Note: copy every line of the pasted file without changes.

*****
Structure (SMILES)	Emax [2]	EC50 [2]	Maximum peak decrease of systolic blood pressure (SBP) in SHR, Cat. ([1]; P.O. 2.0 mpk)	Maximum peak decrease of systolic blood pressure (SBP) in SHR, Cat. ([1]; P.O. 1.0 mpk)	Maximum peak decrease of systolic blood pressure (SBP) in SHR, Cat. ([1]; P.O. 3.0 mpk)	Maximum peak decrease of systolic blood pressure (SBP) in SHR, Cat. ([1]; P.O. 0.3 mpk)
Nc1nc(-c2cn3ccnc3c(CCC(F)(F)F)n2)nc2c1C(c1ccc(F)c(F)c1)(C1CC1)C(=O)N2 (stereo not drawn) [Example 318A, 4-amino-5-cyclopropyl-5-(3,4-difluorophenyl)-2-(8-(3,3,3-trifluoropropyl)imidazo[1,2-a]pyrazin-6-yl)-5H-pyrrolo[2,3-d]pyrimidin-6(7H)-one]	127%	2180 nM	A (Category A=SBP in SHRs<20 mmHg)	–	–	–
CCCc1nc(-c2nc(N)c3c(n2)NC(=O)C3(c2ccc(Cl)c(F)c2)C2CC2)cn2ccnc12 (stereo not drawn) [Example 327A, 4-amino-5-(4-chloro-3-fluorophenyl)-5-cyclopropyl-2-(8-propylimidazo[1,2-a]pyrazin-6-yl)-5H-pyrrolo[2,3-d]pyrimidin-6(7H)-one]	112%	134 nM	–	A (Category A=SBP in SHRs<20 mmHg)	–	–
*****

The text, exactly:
Structure (SMILES)	Emax [2]	EC50 [2]	Maximum peak decrease of systolic blood pressure (SBP) in SHR, Cat. ([1]; P.O. 2.0 mpk)	Maximum peak decrease of systolic blood pressure (SBP) in SHR, Cat. ([1]; P.O. 1.0 mpk)	Maximum peak decrease of systolic blood pressure (SBP) in SHR, Cat. ([1]; P.O. 3.0 mpk)	Maximum peak decrease of systolic blood pressure (SBP) in SHR, Cat. ([1]; P.O. 0.3 mpk)
Nc1nc(-c2cn3ccnc3c(CCC(F)(F)F)n2)nc2c1C(c1ccc(F)c(F)c1)(C1CC1)C(=O)N2 (stereo not drawn) [Example 318A, 4-amino-5-cyclopropyl-5-(3,4-difluorophenyl)-2-(8-(3,3,3-trifluoropropyl)imidazo[1,2-a]pyrazin-6-yl)-5H-pyrrolo[2,3-d]pyrimidin-6(7H)-one]	127%	2180 nM	A (Category A=SBP in SHRs<20 mmHg)	–	–	–
CCCc1nc(-c2nc(N)c3c(n2)NC(=O)C3(c2ccc(Cl)c(F)c2)C2CC2)cn2ccnc12 (stereo not drawn) [Example 327A, 4-amino-5-(4-chloro-3-fluorophenyl)-5-cyclopropyl-2-(8-propylimidazo[1,2-a]pyrazin-6-yl)-5H-pyrrolo[2,3-d]pyrimidin-6(7H)-one]	112%	134 nM	–	A (Category A=SBP in SHRs<20 mmHg)	–	–